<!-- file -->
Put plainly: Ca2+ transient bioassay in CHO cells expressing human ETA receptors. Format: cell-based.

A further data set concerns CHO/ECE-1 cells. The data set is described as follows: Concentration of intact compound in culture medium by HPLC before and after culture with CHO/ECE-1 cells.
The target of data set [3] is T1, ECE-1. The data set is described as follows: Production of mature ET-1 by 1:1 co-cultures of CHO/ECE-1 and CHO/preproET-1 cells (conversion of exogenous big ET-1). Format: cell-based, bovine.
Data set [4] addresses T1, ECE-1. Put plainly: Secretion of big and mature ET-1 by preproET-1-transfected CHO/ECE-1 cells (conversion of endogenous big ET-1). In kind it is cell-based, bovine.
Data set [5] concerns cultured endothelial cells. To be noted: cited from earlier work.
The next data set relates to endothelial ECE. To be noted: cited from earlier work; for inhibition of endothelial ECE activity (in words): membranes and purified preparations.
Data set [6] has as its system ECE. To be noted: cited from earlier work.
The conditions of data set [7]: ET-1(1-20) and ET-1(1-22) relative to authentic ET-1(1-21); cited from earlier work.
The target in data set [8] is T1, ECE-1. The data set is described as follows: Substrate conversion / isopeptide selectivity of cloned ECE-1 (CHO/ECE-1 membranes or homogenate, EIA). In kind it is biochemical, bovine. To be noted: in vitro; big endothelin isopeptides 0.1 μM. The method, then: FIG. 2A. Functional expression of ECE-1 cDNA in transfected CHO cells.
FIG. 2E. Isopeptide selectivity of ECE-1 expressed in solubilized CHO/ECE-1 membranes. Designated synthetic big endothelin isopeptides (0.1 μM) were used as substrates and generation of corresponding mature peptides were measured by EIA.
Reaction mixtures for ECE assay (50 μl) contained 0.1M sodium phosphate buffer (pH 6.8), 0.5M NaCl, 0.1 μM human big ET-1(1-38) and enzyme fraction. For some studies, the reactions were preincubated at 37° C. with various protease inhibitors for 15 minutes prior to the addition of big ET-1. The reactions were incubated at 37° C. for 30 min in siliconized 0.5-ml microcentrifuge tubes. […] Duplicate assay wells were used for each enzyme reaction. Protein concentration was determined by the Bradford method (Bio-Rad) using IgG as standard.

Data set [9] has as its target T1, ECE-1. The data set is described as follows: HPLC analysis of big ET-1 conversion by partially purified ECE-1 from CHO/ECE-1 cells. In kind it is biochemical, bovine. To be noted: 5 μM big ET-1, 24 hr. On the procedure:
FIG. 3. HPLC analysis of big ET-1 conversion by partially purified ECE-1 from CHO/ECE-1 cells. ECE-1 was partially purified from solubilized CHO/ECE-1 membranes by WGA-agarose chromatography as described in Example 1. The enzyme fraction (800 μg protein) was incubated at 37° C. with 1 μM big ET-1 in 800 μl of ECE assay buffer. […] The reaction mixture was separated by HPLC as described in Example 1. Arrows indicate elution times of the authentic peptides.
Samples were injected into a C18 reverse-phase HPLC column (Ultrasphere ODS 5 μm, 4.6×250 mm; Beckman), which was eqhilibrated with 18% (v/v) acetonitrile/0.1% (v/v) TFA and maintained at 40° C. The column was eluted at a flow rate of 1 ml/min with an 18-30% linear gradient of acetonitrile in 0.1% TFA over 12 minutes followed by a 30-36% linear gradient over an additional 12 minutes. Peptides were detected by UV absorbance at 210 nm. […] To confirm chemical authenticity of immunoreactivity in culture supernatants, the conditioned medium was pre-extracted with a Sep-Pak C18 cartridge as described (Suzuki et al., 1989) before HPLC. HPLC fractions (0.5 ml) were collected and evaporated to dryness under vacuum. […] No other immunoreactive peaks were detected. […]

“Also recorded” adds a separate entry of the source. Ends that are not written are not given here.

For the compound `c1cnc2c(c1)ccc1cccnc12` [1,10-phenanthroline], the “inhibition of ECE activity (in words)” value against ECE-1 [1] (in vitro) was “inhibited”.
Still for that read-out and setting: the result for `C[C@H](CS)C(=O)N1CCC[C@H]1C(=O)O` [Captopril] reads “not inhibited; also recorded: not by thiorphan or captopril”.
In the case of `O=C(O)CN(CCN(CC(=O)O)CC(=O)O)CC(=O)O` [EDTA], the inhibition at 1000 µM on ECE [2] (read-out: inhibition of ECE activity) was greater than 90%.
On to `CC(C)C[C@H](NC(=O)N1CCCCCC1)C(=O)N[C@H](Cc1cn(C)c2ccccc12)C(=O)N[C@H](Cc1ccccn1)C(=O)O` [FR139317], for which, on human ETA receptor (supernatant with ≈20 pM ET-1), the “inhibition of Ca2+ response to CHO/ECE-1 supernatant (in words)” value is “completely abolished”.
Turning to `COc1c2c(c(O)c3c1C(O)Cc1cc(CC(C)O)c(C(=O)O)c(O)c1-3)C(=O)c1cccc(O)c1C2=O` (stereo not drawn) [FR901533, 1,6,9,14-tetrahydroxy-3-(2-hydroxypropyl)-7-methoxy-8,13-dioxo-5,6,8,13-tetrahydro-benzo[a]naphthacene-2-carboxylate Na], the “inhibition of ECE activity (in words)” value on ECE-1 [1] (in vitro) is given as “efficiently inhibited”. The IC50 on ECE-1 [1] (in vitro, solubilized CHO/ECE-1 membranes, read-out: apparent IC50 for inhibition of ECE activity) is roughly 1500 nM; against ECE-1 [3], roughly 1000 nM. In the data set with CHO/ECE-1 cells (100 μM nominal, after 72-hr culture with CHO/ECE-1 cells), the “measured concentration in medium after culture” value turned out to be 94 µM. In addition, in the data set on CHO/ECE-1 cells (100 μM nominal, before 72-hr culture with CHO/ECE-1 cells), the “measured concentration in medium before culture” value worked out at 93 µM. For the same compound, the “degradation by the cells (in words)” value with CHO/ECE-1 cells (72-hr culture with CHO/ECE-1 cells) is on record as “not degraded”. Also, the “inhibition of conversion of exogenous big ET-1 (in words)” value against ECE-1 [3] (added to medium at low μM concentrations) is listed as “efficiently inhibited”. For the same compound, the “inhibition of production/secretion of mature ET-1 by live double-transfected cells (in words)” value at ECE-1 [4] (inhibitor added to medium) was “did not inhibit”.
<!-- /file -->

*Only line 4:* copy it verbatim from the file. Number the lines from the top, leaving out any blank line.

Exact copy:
Data set [4] addresses T1, ECE-1. Put plainly: Secretion of big and mature ET-1 by preproET-1-transfected CHO/ECE-1 cells (conversion of endogenous big ET-1). In kind it is cell-based, bovine.